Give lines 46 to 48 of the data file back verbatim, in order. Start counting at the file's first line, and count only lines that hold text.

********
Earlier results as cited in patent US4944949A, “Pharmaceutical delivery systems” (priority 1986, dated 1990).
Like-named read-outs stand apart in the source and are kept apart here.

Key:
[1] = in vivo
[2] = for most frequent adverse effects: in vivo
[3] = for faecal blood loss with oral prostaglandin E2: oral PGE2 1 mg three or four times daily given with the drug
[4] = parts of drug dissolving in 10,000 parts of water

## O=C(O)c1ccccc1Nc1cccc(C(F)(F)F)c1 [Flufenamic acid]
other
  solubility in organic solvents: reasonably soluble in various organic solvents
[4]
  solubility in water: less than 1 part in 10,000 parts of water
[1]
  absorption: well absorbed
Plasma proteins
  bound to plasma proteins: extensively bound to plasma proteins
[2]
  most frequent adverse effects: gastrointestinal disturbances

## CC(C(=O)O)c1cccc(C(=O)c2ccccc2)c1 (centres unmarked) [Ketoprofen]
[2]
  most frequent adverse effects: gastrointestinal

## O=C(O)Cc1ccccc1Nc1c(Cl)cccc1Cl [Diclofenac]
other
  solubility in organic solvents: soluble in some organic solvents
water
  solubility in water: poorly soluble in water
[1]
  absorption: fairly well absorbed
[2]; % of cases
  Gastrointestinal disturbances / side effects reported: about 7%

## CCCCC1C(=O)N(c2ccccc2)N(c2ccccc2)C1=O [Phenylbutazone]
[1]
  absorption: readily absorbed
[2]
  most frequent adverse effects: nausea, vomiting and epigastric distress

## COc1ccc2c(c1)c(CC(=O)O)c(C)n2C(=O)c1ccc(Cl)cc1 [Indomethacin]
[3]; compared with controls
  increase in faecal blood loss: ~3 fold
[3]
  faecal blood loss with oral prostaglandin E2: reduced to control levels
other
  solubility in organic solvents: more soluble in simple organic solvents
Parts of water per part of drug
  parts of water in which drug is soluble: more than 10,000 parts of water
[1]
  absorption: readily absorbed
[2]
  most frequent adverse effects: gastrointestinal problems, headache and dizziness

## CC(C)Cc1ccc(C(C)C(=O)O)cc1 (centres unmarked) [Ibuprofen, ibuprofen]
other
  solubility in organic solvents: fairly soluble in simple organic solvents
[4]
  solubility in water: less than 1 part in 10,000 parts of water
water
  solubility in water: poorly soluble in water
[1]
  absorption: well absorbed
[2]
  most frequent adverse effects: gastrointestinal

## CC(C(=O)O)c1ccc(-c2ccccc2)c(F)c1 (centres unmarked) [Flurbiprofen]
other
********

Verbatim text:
  absorption: readily absorbed
[2]
  most frequent adverse effects: gastrointestinal problems, headache and dizziness